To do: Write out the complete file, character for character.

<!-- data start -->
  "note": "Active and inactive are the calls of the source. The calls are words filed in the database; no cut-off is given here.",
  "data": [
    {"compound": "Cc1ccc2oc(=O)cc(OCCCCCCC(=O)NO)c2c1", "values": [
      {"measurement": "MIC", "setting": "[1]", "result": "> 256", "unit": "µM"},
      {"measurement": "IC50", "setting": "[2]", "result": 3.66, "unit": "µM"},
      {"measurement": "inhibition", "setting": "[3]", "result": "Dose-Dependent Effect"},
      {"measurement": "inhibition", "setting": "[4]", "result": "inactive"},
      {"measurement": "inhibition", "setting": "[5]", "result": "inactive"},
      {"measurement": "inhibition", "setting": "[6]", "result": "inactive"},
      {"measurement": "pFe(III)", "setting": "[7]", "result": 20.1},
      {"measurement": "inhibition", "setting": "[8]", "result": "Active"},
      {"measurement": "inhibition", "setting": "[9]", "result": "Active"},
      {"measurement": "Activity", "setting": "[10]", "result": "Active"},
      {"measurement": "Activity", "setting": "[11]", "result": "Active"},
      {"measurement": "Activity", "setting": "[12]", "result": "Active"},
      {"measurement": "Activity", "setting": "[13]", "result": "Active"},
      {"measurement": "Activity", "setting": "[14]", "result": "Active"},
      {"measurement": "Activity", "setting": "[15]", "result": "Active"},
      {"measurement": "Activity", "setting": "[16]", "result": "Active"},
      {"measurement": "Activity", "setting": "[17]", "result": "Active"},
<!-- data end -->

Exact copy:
  "note": "Active and inactive are the calls of the source. The calls are words filed in the database; no cut-off is given here.",
  "data": [
    {"compound": "Cc1ccc2oc(=O)cc(OCCCCCCC(=O)NO)c2c1", "values": [
      {"measurement": "MIC", "setting": "[1]", "result": "> 256", "unit": "µM"},
      {"measurement": "IC50", "setting": "[2]", "result": 3.66, "unit": "µM"},
      {"measurement": "inhibition", "setting": "[3]", "result": "Dose-Dependent Effect"},
      {"measurement": "inhibition", "setting": "[4]", "result": "inactive"},
      {"measurement": "inhibition", "setting": "[5]", "result": "inactive"},
      {"measurement": "inhibition", "setting": "[6]", "result": "inactive"},
      {"measurement": "pFe(III)", "setting": "[7]", "result": 20.1},
      {"measurement": "inhibition", "setting": "[8]", "result": "Active"},
      {"measurement": "inhibition", "setting": "[9]", "result": "Active"},
      {"measurement": "Activity", "setting": "[10]", "result": "Active"},
      {"measurement": "Activity", "setting": "[11]", "result": "Active"},
      {"measurement": "Activity", "setting": "[12]", "result": "Active"},
      {"measurement": "Activity", "setting": "[13]", "result": "Active"},
      {"measurement": "Activity", "setting": "[14]", "result": "Active"},
      {"measurement": "Activity", "setting": "[15]", "result": "Active"},
      {"measurement": "Activity", "setting": "[16]", "result": "Active"},
      {"measurement": "Activity", "setting": "[17]", "result": "Active"},